April 21, 2018
Arts & Entertainment
39° Mostly Cloudy
  • Throughout 40 years of performing, Sharon Donovan has held a full-time day job and performed during evenings.
    Throughout 40 years of performing, Sharon Donovan has held a full-time day job and performed during evenings.

Sharon Donovan Is An Entertainment Queen

Aaron Rosa
Aaron Rosa's picture
View Bio
November 10, 2017

Sharon Donovan first took the stage at the age of 11.

In a long-gone dock bar in Green Haven, her grandmother used a jar of pickles to bribe her to sing an acoustic duet. “I cried, I was so scared to get up there and sing,” said Donovan.

After the performance, a tip jar was passed around and Donovan made $27. She considered it her first paying gig and was hooked.

“As a kid, I was always very shy and withdrawn,” she said. “When I got onstage, it was my couple minutes where people would see me.”

Far from shy now, Donovan talked about the impressive breadth of her career, from playing an endless circuit of American Legion halls to opening for Johnny Paycheck, best known for his song “Take This Job and Shove It,” and becoming the only female to front the Baltimore band Appaloosa.

Donovan’s ability to remain active in the entertainment business stems from her versatility. She has played in a band called Country Strangers and a wedding band called The New Romanos, dance music with Messenger, standards with a 25-piece orchestra, and now, with her husband, has started her own cover band called Sharon and the Edge.

Though established as a Maryland performer, Donovan maintains a grueling work ethic and a reputation for professionalism.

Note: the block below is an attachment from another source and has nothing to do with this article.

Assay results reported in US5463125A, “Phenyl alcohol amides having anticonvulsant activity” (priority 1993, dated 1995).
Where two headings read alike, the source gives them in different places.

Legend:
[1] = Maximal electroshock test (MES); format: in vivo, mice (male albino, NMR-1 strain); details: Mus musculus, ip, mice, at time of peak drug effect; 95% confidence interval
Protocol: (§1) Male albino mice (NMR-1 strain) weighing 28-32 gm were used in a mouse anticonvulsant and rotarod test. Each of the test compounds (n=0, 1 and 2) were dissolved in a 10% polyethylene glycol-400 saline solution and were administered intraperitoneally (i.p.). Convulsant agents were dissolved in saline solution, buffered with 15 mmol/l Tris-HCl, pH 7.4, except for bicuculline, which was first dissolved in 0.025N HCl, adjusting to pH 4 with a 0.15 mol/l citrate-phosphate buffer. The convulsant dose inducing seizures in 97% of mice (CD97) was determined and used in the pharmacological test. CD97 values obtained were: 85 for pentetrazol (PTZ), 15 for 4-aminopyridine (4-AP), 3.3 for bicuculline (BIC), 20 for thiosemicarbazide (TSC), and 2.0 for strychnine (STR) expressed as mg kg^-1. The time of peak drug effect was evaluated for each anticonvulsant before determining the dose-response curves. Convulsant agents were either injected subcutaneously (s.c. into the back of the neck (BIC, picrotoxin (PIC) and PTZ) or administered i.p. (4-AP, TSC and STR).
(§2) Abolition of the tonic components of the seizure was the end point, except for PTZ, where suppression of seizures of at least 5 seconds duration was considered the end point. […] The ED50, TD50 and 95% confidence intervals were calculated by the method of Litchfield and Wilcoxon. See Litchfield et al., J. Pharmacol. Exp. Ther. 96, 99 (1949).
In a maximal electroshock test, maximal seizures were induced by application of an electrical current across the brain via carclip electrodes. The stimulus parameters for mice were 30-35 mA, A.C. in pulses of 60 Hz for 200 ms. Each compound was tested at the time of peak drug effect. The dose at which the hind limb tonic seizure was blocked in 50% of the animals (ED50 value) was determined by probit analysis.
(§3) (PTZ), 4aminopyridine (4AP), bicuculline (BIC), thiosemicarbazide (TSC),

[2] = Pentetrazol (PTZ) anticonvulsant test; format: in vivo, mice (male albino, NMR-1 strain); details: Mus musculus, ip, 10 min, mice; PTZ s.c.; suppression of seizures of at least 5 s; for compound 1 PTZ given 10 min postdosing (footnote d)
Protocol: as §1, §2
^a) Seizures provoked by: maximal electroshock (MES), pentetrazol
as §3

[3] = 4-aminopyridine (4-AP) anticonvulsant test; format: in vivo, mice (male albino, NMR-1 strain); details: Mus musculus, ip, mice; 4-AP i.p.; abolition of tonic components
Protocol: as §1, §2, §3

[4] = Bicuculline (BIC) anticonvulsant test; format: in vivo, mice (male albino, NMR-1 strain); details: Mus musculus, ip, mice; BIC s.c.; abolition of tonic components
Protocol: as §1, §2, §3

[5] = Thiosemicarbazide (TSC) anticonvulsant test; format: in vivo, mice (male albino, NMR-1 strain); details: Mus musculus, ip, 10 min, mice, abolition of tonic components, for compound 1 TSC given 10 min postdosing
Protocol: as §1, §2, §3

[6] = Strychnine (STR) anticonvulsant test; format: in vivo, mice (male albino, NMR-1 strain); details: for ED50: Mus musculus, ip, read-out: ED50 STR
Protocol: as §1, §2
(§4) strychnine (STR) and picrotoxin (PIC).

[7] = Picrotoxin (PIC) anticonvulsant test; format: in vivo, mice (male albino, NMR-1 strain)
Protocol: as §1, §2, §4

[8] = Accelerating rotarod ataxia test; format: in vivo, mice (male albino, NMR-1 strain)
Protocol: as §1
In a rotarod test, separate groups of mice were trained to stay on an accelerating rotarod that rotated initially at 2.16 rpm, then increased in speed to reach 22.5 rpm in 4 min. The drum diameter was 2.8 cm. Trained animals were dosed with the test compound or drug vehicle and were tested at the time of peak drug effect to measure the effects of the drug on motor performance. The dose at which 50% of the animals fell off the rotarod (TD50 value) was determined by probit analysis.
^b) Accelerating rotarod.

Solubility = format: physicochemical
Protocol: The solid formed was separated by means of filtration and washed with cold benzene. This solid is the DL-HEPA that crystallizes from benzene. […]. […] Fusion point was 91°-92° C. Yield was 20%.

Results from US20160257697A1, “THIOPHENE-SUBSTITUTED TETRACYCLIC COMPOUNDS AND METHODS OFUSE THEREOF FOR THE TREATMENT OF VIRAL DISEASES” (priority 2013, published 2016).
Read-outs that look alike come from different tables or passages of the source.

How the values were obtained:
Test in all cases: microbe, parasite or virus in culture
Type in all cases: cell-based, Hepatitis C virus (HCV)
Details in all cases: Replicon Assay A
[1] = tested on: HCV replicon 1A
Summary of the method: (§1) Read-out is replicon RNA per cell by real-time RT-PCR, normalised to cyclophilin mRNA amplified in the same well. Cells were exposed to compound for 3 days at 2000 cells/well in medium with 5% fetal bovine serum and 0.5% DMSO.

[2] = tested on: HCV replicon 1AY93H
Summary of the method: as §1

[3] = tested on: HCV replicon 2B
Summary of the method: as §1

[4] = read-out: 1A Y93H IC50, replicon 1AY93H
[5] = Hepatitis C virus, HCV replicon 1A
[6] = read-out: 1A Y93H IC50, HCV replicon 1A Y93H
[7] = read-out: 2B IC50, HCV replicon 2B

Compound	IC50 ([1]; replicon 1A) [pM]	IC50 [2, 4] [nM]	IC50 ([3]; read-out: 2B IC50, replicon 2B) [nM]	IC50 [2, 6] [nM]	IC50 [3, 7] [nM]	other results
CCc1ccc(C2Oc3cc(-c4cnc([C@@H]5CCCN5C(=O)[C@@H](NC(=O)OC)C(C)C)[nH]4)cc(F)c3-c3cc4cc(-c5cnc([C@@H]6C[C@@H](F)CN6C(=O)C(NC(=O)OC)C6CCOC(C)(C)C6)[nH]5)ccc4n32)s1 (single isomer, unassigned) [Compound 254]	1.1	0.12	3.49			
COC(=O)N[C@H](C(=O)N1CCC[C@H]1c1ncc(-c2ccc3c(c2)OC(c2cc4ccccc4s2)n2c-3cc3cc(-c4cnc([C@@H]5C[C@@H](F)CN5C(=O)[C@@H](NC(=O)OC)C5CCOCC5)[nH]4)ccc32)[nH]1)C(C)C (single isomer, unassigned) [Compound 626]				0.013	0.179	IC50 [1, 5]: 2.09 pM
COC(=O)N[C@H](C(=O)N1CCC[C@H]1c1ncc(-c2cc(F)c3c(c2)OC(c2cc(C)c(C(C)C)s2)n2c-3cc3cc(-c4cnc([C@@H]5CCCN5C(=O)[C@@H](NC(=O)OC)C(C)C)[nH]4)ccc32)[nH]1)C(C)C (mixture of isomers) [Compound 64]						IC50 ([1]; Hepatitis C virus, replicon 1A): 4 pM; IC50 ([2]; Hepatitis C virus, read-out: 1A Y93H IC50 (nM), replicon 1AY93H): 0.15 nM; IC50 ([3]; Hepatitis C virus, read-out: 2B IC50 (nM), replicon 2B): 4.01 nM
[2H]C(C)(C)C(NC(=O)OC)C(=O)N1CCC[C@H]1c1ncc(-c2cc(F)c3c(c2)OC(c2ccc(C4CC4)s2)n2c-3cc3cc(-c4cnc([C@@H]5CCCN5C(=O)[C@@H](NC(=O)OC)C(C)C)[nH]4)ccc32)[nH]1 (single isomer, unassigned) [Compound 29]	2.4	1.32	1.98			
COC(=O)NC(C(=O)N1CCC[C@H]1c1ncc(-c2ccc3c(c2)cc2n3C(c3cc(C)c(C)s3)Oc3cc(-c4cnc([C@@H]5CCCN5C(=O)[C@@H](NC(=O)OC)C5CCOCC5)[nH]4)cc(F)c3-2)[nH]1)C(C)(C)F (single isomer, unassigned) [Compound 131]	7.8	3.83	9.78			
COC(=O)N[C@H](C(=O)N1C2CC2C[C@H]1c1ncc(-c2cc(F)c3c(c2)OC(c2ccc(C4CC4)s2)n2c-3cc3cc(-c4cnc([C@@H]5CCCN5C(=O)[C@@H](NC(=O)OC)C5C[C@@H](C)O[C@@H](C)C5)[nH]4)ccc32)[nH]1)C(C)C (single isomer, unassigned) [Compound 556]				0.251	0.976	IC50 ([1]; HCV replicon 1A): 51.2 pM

Throughout 40 years of performing, she has held a full-time day job and performed during evenings.

“I would get off work, drive to Ocean City, perform, drive home, take a nap, then go back to work,” she said.

Married for 14 years, her husband, John, joked that the secret to marital bliss is having opposite schedules.

The couple met while John was starting a karaoke business 25 years ago.

“John has supported me all these years no matter what band I was in, or what I was doing,” she said. “Even when I would travel, he was always there for me.”

And travel she did. Donovan has become an icon of Maryland music, playing thousands of venues over her 40-year singing career.

Last year, she was inducted into the Maryland Entertainment Hall of Fame, a process that requires 30 years of performing in Maryland as a prerequisite for nomination.

The Maryland Entertainment Hall of Fame has been recognized by the General Assembly for its work honoring entertainers who have had a significant impact on the evolution of culture in the state of Maryland.

Each year of performing has come as an unexpected gift to the Pasadena musician. “I never knew when singing would stop,” said Donovan.

With great candor, Donovan said she has no illusions that she will become a singing superstar, noting that the music industry is more concerned with younger entertainers.

“I’ve just been happy being the girl in the band,” she said with a smile.

Years of singing experience haven’t dampened the thrill of that first night performing in front of her family.

“I look forward to the singing, I look forward to the bands and seeing my family come out,” she said. “In fact, the only time I get nervous is when I have family in the audience.”

Sidebar Ad

Faces of the Voice

  • Dylan Roche
  • Dianna Lancione
  • Lonnie Lancione
  • Brian Lancione
    V.P., Operations
  • Colin Murphy
    Sports Editor
    @ArVoiceSports / @ColinAJMurphy
    @SPVoiceSports / @ColinAJMurphy
    @PVoiceSports / @ColinAJMurphy
  • Larry Sells
    Vice President, Sales and Development
  • William Nauman
    Creative Director
  • Zach Sparks
    Assistant Editor

Latest Tweets

Events Calendar

Request an Advertising Quote

Please do not add dashes. (ex: 4106479400)
Do not enter anything here.
Search Articles
Search Authors
Search Blog